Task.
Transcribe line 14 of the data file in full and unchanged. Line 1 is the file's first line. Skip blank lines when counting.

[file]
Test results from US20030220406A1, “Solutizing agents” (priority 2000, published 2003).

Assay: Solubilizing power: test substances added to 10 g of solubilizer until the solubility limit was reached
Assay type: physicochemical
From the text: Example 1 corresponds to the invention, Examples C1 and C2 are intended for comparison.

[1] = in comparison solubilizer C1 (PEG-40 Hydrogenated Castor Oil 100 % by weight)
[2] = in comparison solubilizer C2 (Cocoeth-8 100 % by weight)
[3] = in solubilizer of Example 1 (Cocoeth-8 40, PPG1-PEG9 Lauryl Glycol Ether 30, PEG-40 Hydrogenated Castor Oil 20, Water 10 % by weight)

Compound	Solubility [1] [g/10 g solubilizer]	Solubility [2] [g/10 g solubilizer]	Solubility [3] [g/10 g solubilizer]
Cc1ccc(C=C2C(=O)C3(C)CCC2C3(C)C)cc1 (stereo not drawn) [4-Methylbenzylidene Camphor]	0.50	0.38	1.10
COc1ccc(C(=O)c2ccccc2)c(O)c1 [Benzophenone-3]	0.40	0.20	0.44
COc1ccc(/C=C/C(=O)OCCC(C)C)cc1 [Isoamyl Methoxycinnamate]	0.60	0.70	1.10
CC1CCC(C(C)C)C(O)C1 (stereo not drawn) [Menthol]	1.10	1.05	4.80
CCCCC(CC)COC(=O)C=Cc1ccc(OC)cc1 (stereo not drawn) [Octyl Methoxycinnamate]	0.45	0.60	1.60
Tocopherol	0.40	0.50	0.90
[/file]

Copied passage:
Tocopherol	0.40	0.50	0.90